22 Chapter 4.0 Using SUITE with Agile 7. Implement the added functionality included in the Sprint. Depending on how your team approaches implementation, this can consist of pushing the new functionality to either the Quality Assurance (QA) or Production environment. 8. Any planned functionality not implemented during the Sprint is added to the Product Backlog for consideration in subsequent Sprints. Sprint Review and Approval Template (SEM-0185) The Sprint Review and Approval Form (SEM-0185) is a new SEM form for documenting the planning and implementation of each new Sprint. A separate form is required for each Sprint performed during the life of the project. The Sprint Review and Approval Form provides two important functions. First, it documents the planned functionality to be implemented by the Sprint and the planned implementation date. Secondly, it provides formal approval for the new functionality to be implemented. That approval also includes certification that all Structured Walkthroughs were performed and all pertinent documentation has been properly updated. The specific fields on the Sprint Review and Approval Template include: 1. System or Project Name 2. Sprint Number / Description 3. Deliverables Subject to Approval 4. Scrum Master Name 5. Metrics: a. Sprint Planning Begin Date b. Planned Sprint Implementation Date c. Actual Sprint Implementation Date 6. Sprint Overview (narrative of the included features and functionality) 7. Sprint Planning Approval (Name / Title, Signature, and Date): a. Client Agency Project Sponsor or Representative b. DTMB Project Sponsor or Representative c. Scrum Master 8. Sprint Implementation Approval (Name / Title, Signature, and Date): a. Client Agency Project Sponsor or Representative b. DTMB Project Sponsor or Representative c. Scrum Master July 2012 Page 16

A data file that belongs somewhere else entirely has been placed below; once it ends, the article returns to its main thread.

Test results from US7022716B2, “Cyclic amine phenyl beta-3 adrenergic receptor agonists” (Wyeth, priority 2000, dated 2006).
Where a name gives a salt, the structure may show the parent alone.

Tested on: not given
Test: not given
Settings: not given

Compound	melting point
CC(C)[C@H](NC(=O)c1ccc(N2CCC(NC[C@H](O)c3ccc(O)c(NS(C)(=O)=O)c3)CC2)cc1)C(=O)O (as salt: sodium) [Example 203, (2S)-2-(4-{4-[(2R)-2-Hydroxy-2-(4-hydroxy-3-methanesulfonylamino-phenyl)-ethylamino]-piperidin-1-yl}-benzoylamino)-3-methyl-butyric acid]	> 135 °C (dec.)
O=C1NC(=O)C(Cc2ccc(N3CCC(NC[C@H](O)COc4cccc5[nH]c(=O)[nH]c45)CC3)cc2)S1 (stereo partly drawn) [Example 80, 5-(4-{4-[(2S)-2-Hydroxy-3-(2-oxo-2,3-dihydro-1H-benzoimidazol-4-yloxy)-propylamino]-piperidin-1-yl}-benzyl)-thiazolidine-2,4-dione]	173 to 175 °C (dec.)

23 Chapter 4.0 Using SUITE with Agile Sprint Review and Approval Form (SEM-0185) State of Michigan (Insert System or Project Name Here) Sprint Review and Approval Project Information 1. System or Project Name 2. Sprint Number/Description 3. Deliverables Subject to Approval 4. Scrum Master Name 5. Metrics a. Sprint Planning Begin Date b. Planned Sprint Implementation Date c. Actual Sprint Implementation Date Approval Information Sprint Overview: Sprint Planning Approval Signatures Role Name/Title Signature Date Client Agency Representative DTMB Representative Scrum Master July 2012 Page 17